Monday, 11 October 2010

Chantal Zakari and Ataturk


Leaving behind the Turkish Meditteranean holiday snaps, but continuing on the Turkey theme, PhotoEye has an interesting inteview with Mike Mandel and Chantal Zakari who have self-published The State of Ata, a "fascinating new self-published book from Mike Mandel and Chantal Zakari exploring modern Turkey by following the pervasive imagery of the revolutionary leader Mustafa Kemal Atatürk. In this 250+ page book, Mandel and Zakari weave interviews, found images, documentary-style photographs, comics, and more to tell a complicated story about a diverse country still in transition."

Anyway, it's the latest in a new line in books examining the visual and political iconography of a national leader. The most interesting thing is the piece of theatre that developed when Zakari held up a picture of Ataturk during a demonstration and the subsequent fallout from that.

I am not sure what Ataturk really means in Turkey, or the convoluted significances he has that combine from  the past and present - but I am guessing that if anyone ever attempted to unravel the reality from the mythology, they would not be getting a warm welcome in Turkey anytime soon. This is from the interview and is an example of contested meanings at every stage.





PE:    This project got a lot of media attention inside of Turkey because of one action by Zakari and the media's reaction to it. Will you describe this event and tell how this affected the documentary project and book?

MM:    It's a rather amazing story, and certainly the significance of this whole spectacle needs to be recognized for what it was: an opportunity for the secular press to exploit the image of Chantal for their own anti-Islamist agenda. We were carrying framed pictures of Atatürk to put up in the hotel rooms where we staying along our trip, but that's another story: it was part of a performance that questioned the sanctity of the Atatürk icon, we certainly weren't putting up pictures of Atatürk in homage. Be that as it may, we did have these framed post cards, and while we were in Ankara on a Sunday morning we witnessed a street demonstration of Islamists who were protesting the government's new law for increased secular education. We quickly decided to make a picture of Chantal holding up one of the framed post cards of Atatürk. I found a concrete base of a light pole to climb up and get a better angle. Some of the Islamists reacted to Chantal with gestures and shouts. But there was no altercation, there were even some protesters who said that they, too, supported Atatürk. Chantal's gesture was, indeed, a statement in support of secularism. I made six pictures and in a few minutes it was over. Then we were gone. Little did we know that standing next to me on my light pole perch was a Reuters videographer that was keyed into Chantal's every move.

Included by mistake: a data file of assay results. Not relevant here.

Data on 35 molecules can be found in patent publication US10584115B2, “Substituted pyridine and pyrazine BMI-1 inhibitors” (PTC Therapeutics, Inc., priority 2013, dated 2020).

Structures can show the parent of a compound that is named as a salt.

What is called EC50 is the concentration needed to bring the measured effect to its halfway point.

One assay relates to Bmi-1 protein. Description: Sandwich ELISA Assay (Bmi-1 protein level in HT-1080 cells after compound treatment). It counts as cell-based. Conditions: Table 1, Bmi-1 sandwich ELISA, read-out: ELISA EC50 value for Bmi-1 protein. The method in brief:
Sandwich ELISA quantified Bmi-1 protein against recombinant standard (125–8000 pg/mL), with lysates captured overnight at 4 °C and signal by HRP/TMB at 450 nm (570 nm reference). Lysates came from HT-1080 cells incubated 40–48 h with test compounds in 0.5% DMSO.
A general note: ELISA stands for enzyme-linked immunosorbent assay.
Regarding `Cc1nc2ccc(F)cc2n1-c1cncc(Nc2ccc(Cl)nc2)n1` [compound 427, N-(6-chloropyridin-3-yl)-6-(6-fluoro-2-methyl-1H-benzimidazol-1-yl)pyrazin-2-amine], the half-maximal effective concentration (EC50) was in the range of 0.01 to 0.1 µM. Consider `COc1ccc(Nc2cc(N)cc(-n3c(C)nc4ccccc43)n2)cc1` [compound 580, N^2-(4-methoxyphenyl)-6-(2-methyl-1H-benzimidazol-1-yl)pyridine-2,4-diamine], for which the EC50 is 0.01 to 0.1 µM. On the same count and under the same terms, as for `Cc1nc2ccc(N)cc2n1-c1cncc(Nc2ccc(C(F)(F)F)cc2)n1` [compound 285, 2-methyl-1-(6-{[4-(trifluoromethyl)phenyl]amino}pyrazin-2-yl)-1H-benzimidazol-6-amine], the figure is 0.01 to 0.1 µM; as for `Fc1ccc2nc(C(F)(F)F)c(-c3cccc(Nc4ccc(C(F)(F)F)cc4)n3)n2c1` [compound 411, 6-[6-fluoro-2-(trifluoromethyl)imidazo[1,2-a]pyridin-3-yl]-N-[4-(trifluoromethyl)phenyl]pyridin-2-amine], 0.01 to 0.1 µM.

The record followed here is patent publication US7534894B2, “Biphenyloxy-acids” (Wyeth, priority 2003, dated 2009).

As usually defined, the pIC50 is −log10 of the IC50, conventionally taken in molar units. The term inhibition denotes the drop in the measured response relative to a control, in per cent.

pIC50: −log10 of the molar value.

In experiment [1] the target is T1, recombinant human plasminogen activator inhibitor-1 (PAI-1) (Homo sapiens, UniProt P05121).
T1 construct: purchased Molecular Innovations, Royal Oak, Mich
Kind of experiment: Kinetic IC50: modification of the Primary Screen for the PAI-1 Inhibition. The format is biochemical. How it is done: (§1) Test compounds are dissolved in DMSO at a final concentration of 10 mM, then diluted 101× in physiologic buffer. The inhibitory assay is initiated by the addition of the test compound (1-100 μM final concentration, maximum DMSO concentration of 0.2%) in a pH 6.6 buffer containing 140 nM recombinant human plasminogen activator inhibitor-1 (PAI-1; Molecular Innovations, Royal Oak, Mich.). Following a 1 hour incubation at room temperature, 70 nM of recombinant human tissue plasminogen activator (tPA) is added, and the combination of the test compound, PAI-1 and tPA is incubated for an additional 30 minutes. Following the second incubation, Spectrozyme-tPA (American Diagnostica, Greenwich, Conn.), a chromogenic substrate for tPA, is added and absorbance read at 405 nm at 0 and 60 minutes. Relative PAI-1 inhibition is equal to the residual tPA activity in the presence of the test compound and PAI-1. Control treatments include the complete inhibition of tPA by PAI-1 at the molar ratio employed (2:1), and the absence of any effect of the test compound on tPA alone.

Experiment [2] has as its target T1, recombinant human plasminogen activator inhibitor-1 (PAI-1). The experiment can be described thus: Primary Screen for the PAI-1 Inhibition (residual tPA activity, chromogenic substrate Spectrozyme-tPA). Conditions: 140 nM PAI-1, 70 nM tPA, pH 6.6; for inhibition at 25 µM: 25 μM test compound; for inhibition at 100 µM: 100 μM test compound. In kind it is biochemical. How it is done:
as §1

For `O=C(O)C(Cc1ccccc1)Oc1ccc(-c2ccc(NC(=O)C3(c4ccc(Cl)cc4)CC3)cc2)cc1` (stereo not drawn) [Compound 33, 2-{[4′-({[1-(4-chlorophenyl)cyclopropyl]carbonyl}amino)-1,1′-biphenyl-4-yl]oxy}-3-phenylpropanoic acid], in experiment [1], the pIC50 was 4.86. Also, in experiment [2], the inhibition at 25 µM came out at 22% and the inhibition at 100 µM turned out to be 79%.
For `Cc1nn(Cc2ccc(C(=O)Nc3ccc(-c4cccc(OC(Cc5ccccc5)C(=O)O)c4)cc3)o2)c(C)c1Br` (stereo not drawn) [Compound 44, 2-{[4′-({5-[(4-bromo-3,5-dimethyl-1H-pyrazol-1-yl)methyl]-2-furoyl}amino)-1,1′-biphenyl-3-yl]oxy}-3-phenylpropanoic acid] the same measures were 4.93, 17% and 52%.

But that was in the morning. The march lasted until the afternoon, and there were converging throngs of protesters who coalesced and started roughing up the secular reporters. The police, who have a reputation for backing the Islamists, didn't stop the violence. So hours after our little photo event, all hell broke loose, the protest became violent, people were hurt. We were nowhere near this madness, as we had packed up and were on our way out of Ankara by then. But when the Reuters imagery of the lone, Western-looking young woman, holding up her picture of Atatürk to the angry marching Islamists was released, it was the perfect symbol for the media to run with. Chantal was proclaimed "The Courageous Girl," "The Girl of the Republic," "Brave Heart." The video was played endlessly on every TV station, all the newspapers were running with the story. When the reporters caught up with us in the little town of Goreme, all of a sudden there were dozens of reporters and photographers descending on us for more of the story of this brave Atatürk supporter. We ended up holding a press conference to try to clarify what we were doing and why. Yes, it was an image of secular support, but Chantal believed that everyone had a democratic right to speak, to protest, just not to become violent. The press edited it their own way to satisfy their agenda.

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